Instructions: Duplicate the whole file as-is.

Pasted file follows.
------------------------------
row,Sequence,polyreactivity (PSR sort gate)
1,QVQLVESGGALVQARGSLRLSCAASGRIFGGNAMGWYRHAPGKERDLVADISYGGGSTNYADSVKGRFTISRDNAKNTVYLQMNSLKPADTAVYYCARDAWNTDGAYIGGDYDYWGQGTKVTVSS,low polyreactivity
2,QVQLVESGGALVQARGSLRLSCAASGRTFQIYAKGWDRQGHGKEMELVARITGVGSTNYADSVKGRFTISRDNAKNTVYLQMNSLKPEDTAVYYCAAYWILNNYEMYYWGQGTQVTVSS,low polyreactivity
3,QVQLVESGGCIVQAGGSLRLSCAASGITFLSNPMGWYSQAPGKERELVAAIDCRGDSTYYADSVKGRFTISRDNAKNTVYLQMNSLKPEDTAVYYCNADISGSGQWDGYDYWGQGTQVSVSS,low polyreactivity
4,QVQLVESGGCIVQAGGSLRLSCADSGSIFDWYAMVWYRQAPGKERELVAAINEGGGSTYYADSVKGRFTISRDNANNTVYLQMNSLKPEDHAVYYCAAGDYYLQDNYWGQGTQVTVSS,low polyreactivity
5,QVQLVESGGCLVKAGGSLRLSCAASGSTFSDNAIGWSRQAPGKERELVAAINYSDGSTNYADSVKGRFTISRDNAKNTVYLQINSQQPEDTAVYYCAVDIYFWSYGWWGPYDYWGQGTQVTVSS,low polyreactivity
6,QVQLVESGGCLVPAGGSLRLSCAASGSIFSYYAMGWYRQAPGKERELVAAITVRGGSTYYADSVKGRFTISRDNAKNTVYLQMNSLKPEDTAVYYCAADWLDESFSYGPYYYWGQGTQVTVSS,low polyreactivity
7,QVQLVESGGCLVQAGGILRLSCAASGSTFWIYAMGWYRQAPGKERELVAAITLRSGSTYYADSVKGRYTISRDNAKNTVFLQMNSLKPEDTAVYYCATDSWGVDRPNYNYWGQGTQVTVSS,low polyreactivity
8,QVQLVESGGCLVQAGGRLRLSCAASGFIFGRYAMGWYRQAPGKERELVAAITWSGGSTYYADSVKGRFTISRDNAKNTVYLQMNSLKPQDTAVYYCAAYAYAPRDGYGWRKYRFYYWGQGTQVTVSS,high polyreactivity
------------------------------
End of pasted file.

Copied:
row,Sequence,polyreactivity (PSR sort gate)
1,QVQLVESGGALVQARGSLRLSCAASGRIFGGNAMGWYRHAPGKERDLVADISYGGGSTNYADSVKGRFTISRDNAKNTVYLQMNSLKPADTAVYYCARDAWNTDGAYIGGDYDYWGQGTKVTVSS,low polyreactivity
2,QVQLVESGGALVQARGSLRLSCAASGRTFQIYAKGWDRQGHGKEMELVARITGVGSTNYADSVKGRFTISRDNAKNTVYLQMNSLKPEDTAVYYCAAYWILNNYEMYYWGQGTQVTVSS,low polyreactivity
3,QVQLVESGGCIVQAGGSLRLSCAASGITFLSNPMGWYSQAPGKERELVAAIDCRGDSTYYADSVKGRFTISRDNAKNTVYLQMNSLKPEDTAVYYCNADISGSGQWDGYDYWGQGTQVSVSS,low polyreactivity
4,QVQLVESGGCIVQAGGSLRLSCADSGSIFDWYAMVWYRQAPGKERELVAAINEGGGSTYYADSVKGRFTISRDNANNTVYLQMNSLKPEDHAVYYCAAGDYYLQDNYWGQGTQVTVSS,low polyreactivity
5,QVQLVESGGCLVKAGGSLRLSCAASGSTFSDNAIGWSRQAPGKERELVAAINYSDGSTNYADSVKGRFTISRDNAKNTVYLQINSQQPEDTAVYYCAVDIYFWSYGWWGPYDYWGQGTQVTVSS,low polyreactivity
6,QVQLVESGGCLVPAGGSLRLSCAASGSIFSYYAMGWYRQAPGKERELVAAITVRGGSTYYADSVKGRFTISRDNAKNTVYLQMNSLKPEDTAVYYCAADWLDESFSYGPYYYWGQGTQVTVSS,low polyreactivity
7,QVQLVESGGCLVQAGGILRLSCAASGSTFWIYAMGWYRQAPGKERELVAAITLRSGSTYYADSVKGRYTISRDNAKNTVFLQMNSLKPEDTAVYYCATDSWGVDRPNYNYWGQGTQVTVSS,low polyreactivity
8,QVQLVESGGCLVQAGGRLRLSCAASGFIFGRYAMGWYRQAPGKERELVAAITWSGGSTYYADSVKGRFTISRDNAKNTVYLQMNSLKPQDTAVYYCAAYAYAPRDGYGWRKYRFYYWGQGTQVTVSS,high polyreactivity